August 17, 2000Plot to kill Milosevic denied
BELGRADE, Yugoslavia (AP) -- Four Dutch citizens arrested for allegedly plotting to kill President Slobodan Milosevic have vehemently denied the accusation, their lawyers said Thursday.
"All four have expressly and explicitly denied charges against them," Ivan Jankovic, a Belgrade lawyer defending one of the men, said after his first meeting with his client at Belgrade's central prison.
"It is my belief that their earlier statements, including the one on video, have been forced out of them by force, by threats or false promises," Jankovic added, referring to a footage broadcast by a Yugoslav official showing the men in military uniforms and confessing into camera.
Jankovic did not explain further.
The four Dutchmen -- Jeroen van Lersel, Bas van Schaik, Sander Zeitsen and Godfrid de Rie -- were arrested last month on suspicion of plotting to kill Milosevic.
They were sentenced Friday to 30 days in jail for illegally entering the country, Dutch officials said, but remained under investigation and will probably face further charges.
Jankovic said his client, de Rie, was "mildly depressed and constantly talked about his innocence."
He and other defense lawyers rejected as untrue an earlier statement from a Yugoslav official that the group had been after a $30 million bounty for Milosevic.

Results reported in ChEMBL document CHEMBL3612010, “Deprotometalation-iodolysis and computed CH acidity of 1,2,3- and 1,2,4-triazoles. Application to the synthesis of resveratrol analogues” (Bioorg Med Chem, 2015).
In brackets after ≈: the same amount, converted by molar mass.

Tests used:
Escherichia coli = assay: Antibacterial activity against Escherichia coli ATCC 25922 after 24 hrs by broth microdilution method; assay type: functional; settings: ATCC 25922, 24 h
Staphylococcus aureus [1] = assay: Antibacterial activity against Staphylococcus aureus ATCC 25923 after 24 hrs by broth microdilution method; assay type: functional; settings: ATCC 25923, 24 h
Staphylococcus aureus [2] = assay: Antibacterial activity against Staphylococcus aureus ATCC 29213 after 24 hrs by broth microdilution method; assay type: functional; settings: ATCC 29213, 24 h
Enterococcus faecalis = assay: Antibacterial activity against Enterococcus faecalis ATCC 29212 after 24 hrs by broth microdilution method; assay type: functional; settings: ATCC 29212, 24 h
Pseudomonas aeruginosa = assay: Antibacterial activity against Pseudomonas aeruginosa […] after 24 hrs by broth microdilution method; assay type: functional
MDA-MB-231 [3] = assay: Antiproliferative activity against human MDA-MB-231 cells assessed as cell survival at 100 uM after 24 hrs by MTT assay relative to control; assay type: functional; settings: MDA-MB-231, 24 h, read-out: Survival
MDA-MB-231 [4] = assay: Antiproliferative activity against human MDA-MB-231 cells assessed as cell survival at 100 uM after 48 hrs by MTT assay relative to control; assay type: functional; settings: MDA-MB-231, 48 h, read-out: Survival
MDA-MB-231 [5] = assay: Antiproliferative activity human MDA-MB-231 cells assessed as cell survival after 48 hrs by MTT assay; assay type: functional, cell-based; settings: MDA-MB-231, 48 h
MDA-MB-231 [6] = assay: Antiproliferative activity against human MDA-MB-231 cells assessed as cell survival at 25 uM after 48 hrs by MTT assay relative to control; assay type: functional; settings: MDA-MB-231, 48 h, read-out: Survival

Earlier this month, Yugoslav Information Minister Goran Matic said that the men were detained in July attempting to enter Kosovo, Serbia's southern province, from Montenegro, the junior partner in the two-state federation.
At the time, the minister showed footage allegedly taken during interrogation of the four, dressed in military uniforms, with one of them admitting on tape to wanting to abduct Milosevic or former Bosnian Serb leader Radovan Karadzic and turn them over to the U.N. war crimes tribunal.
The video also showed maps, pocket tools, knifes and cameras allegedly used by the Dutch. Another unidentified captive told the camera that in case the abduction of Milosevic failed, one of them "had the idea to kill the president, to decapitate his head, to put it in the box and to send it home" to the Netherlands.
The four Dutchmen are not the only foreigners recently arrested on suspicion of terrorism -- two Canadians and two Britons are imprisoned by the Yugoslav army, awaiting the military prosecutor's decision whether to charge them.
Austrian Foreign Minister Benita Ferrero-Waldner, who currently holds the roating presidency of the Organization for Security and Cooperation in Europe called on Yugoslav officials to release the prisoners immediately.